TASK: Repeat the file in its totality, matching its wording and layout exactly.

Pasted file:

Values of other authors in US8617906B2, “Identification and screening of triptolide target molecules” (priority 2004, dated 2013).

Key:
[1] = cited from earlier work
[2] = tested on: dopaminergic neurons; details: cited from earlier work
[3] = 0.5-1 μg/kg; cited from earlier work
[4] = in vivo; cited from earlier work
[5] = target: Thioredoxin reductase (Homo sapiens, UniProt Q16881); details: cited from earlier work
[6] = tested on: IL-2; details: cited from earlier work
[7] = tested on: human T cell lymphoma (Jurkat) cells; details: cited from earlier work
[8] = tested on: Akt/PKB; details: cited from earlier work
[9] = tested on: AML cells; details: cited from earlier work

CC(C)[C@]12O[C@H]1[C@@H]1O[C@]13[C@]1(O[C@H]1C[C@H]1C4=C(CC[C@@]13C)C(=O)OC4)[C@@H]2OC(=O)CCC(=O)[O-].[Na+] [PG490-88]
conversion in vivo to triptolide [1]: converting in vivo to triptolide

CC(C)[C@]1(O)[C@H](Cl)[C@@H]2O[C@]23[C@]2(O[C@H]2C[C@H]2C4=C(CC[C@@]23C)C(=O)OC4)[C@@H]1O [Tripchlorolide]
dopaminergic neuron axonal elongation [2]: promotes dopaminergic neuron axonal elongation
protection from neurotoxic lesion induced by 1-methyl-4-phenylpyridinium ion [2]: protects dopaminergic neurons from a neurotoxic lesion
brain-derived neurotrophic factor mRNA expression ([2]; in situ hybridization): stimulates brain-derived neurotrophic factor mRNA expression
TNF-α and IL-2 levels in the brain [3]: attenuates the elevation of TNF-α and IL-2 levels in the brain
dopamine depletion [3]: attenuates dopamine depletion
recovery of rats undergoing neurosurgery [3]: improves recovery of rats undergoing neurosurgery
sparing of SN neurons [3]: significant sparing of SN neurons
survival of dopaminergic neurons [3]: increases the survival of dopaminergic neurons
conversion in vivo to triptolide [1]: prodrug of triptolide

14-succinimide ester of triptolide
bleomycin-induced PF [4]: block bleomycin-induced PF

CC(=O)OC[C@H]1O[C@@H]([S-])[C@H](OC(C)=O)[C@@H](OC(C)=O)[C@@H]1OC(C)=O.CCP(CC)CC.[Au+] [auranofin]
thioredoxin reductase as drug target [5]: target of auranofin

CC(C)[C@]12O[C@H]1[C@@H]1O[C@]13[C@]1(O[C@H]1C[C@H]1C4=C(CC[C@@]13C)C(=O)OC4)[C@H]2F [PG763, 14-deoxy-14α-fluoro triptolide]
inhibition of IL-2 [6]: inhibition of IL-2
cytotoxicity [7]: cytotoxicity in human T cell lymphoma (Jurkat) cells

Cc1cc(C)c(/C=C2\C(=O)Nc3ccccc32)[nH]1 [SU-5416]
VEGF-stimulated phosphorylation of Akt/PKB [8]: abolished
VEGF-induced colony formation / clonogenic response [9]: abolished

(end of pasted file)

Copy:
Values of other authors in US8617906B2, “Identification and screening of triptolide target molecules” (priority 2004, dated 2013).

Key:
[1] = cited from earlier work
[2] = tested on: dopaminergic neurons; details: cited from earlier work
[3] = 0.5-1 μg/kg; cited from earlier work
[4] = in vivo; cited from earlier work
[5] = target: Thioredoxin reductase (Homo sapiens, UniProt Q16881); details: cited from earlier work
[6] = tested on: IL-2; details: cited from earlier work
[7] = tested on: human T cell lymphoma (Jurkat) cells; details: cited from earlier work
[8] = tested on: Akt/PKB; details: cited from earlier work
[9] = tested on: AML cells; details: cited from earlier work

CC(C)[C@]12O[C@H]1[C@@H]1O[C@]13[C@]1(O[C@H]1C[C@H]1C4=C(CC[C@@]13C)C(=O)OC4)[C@@H]2OC(=O)CCC(=O)[O-].[Na+] [PG490-88]
conversion in vivo to triptolide [1]: converting in vivo to triptolide

CC(C)[C@]1(O)[C@H](Cl)[C@@H]2O[C@]23[C@]2(O[C@H]2C[C@H]2C4=C(CC[C@@]23C)C(=O)OC4)[C@@H]1O [Tripchlorolide]
dopaminergic neuron axonal elongation [2]: promotes dopaminergic neuron axonal elongation
protection from neurotoxic lesion induced by 1-methyl-4-phenylpyridinium ion [2]: protects dopaminergic neurons from a neurotoxic lesion
brain-derived neurotrophic factor mRNA expression ([2]; in situ hybridization): stimulates brain-derived neurotrophic factor mRNA expression
TNF-α and IL-2 levels in the brain [3]: attenuates the elevation of TNF-α and IL-2 levels in the brain
dopamine depletion [3]: attenuates dopamine depletion
recovery of rats undergoing neurosurgery [3]: improves recovery of rats undergoing neurosurgery
sparing of SN neurons [3]: significant sparing of SN neurons
survival of dopaminergic neurons [3]: increases the survival of dopaminergic neurons
conversion in vivo to triptolide [1]: prodrug of triptolide

14-succinimide ester of triptolide
bleomycin-induced PF [4]: block bleomycin-induced PF

CC(=O)OC[C@H]1O[C@@H]([S-])[C@H](OC(C)=O)[C@@H](OC(C)=O)[C@@H]1OC(C)=O.CCP(CC)CC.[Au+] [auranofin]
thioredoxin reductase as drug target [5]: target of auranofin

CC(C)[C@]12O[C@H]1[C@@H]1O[C@]13[C@]1(O[C@H]1C[C@H]1C4=C(CC[C@@]13C)C(=O)OC4)[C@H]2F [PG763, 14-deoxy-14α-fluoro triptolide]
inhibition of IL-2 [6]: inhibition of IL-2
cytotoxicity [7]: cytotoxicity in human T cell lymphoma (Jurkat) cells

Cc1cc(C)c(/C=C2\C(=O)Nc3ccccc32)[nH]1 [SU-5416]
VEGF-stimulated phosphorylation of Akt/PKB [8]: abolished
VEGF-induced colony formation / clonogenic response [9]: abolished